If you have your own business and work from home, taking the home office deduction can lead to big tax savings. But millions of solopreneurs don’t claim this valuable tax break, even though they’re 100% eligible.

Many people don’t realize they can take the home office deduction. Others are afraid to claim it because they think they’ll get audited if they do.

The truth: If you can legitimately take this deduction, you should. Even if you get audited – which is super unlikely – you’ll probably win as long as you follow the rules. Because if you don’t, you’ll be paying extra income taxes AND extra self-employment taxes. 

So what does it take to snag a home office deduction?

You have to be self-employed

If you’re an employee, you can’t take this deduction anymore, even if you do work from home. That includes being an employee of your own corporation, meaning you pay yourself through payroll and get a W2 at the end of the year. (Shareholder/owners have a different option for deducting these expenses, they just can’t do it this way.)

But if you have any self-employment income at all – even a side gig – you may be able to take the home office deduction.

If you’re an S corp owner/employee, contact me to learn how you can still take this deduction using a special “accountable plan.”

Regular AND Exclusive Use

You have to use your home office regularly for work, and you cannot use that space for anything else. For example, if you do research or bill clients from your kitchen table, that wouldn’t pass the exclusive test. If you use half of your guest room for guests and half for office space, that half room would pass. So even if you’re working in a big closet or a corner of a room, measure it and take the tax break.

Main Place of Business

Your home office has to be the home base of your business – your main spot for getting work done. So if, for example, you travel to meet with clients on-site but do all of your billing, paperwork, bookkeeping in your home office, that counts as your main place of business.

And if you do meet customers (or clients or patients) in your home office or if you store inventory there, it automatically qualifies.

Those are the main points you have to be able to prove if the IRS comes asking questions. To beat them to the punch, keep records and document your home office use in whatever ways you can. Take pictures of your office space. Have business mail sent to your home address. Use your home address as your official business address on your tax return. All of that counts as evidence if you ever need it.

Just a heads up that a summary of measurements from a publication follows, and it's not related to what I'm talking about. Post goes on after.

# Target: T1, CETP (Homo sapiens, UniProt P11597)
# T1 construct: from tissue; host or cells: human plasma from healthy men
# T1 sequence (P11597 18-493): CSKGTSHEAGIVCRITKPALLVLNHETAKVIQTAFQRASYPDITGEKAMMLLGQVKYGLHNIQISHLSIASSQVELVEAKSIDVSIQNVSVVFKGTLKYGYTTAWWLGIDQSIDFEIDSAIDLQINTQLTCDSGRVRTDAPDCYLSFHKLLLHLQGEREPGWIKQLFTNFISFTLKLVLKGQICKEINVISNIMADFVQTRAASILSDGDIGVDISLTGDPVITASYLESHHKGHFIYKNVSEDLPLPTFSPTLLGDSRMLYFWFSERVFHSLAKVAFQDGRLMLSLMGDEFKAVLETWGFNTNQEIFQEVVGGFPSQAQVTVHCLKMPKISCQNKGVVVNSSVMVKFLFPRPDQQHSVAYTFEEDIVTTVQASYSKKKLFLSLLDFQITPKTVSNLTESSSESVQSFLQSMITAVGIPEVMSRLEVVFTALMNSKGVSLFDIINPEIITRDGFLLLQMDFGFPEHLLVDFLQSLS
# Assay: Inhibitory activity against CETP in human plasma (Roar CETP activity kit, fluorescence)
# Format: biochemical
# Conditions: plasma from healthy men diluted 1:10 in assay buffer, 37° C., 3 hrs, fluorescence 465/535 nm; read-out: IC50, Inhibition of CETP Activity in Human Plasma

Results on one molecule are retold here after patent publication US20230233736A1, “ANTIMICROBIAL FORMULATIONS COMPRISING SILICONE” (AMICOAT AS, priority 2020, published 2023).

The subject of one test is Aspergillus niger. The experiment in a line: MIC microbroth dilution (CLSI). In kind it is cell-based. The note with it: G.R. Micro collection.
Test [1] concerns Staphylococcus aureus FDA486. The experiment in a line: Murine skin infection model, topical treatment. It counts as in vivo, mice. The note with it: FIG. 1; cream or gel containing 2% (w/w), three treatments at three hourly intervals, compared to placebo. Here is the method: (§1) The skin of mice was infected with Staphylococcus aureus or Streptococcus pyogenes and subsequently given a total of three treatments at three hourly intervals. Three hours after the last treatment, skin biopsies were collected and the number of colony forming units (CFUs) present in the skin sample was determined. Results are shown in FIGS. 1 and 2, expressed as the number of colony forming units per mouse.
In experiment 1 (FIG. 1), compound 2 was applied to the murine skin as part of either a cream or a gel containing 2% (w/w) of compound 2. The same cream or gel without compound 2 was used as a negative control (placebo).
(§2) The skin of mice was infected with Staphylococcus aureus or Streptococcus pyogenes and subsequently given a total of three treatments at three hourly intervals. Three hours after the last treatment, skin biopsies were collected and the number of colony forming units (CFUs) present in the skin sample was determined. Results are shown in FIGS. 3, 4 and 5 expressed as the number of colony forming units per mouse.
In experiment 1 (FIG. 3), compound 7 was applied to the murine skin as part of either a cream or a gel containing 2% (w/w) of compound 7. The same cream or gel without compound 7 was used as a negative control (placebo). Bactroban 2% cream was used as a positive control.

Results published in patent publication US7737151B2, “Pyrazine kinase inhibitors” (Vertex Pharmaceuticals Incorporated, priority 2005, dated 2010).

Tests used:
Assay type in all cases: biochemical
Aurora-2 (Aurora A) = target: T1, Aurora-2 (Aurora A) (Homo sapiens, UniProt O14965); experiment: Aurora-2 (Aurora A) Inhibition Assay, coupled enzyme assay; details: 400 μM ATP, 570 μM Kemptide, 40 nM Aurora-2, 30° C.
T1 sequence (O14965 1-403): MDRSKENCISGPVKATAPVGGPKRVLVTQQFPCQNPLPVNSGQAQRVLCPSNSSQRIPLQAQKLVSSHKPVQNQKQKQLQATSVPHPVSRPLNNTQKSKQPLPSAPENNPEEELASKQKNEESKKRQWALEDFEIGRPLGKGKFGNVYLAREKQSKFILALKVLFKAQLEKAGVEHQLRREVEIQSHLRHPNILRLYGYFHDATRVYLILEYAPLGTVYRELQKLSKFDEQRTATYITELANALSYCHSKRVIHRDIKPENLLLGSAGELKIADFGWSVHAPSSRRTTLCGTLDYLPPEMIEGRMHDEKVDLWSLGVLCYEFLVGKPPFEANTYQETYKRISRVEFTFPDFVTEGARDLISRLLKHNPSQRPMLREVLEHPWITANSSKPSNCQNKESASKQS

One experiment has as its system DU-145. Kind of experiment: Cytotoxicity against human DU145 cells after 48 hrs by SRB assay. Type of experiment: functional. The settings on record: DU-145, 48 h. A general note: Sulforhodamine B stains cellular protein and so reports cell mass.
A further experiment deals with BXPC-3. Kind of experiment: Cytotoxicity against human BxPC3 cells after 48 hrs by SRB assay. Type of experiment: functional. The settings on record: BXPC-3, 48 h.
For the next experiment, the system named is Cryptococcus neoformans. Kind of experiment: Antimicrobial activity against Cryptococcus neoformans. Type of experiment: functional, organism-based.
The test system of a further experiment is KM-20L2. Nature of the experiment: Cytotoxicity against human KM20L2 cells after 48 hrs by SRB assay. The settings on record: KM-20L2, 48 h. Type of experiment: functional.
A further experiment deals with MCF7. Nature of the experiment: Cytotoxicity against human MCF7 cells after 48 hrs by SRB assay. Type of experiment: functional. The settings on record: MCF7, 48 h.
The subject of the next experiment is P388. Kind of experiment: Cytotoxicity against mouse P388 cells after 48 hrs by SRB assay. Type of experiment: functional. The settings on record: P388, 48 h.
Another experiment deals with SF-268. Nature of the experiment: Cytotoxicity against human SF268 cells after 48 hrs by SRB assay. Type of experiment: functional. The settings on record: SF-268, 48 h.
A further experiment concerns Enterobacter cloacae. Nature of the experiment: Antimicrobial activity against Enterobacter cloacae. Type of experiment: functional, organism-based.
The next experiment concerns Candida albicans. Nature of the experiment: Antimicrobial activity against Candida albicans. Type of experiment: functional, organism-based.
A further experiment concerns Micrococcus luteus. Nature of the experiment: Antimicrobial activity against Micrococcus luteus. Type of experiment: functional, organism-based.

Doing the Home Office Math

When it comes to figuring out your home office deduction, you have two choices: the simplified method or actual expenses. Both are based on square feet, but the results can be significantly different.

The Simplified Method

This super simple option requires you to figure out one number: the square feet of your office space. Then your tax software just multiplies that by $5, and you have a quick-n-easy home office deduction.

So if your home office measures 10 ft. by 15 ft., for example, you’d enter 150 square feet. Multiplied by $5, that turns into a $750 home office deduction. It’s that simple.

The catch: You can only use this option if your office space measures 300 sq ft or less. So the maximum deduction here would be $1,500.

You can find complete IRS instructions for the home office deduction here.

The Regular Method

If your home office is bigger than 300 sq ft or you want to get a bigger deduction,  use the regular method. This takes your actual home office expenses into account. Those expenses get split into two categories: direct and indirect.

Direct expenses are only for the office space. This would include things like a dedicated internet connection, painting that room, or office-only repair. You can claim the full amount of these expenses.

Expenses you can use for a home office deduction (listed in article)

Indirect expenses cover your whole home, and a portion of those expenses go toward the home office deduction. This includes things like:

  • rent
  • mortgage interest (NOT your whole mortgage payment)
  • insurance
  • property taxes
  • utilities
  • cleaning services
  • security (like an alarm)

These indirect expenses get prorated based on square footage. The ratio is the office sq ft divided by the whole home sq ft. Here’s an example with completely made up numbers:

Total indirect expenses: $12,000

Office sq ft: 300

Whole home sq ft: 1500

Indirect portion deduction = 300/1500 x $12,000 = $2,400

Not Sure If Your Space Qualifies or Have Other Questions About the Home Office Deduction?

I answer a lot of business tax questions in Chapter 6 of my book, Starting a Business 101.

I cover everything from bookkeeping to income tax, to sales tax, to keeping your tax preparer happy. Which is a really good idea, especially if that tax preparer is you.

Click on the button below to find out more about Starting a Business 101 and get your copy today.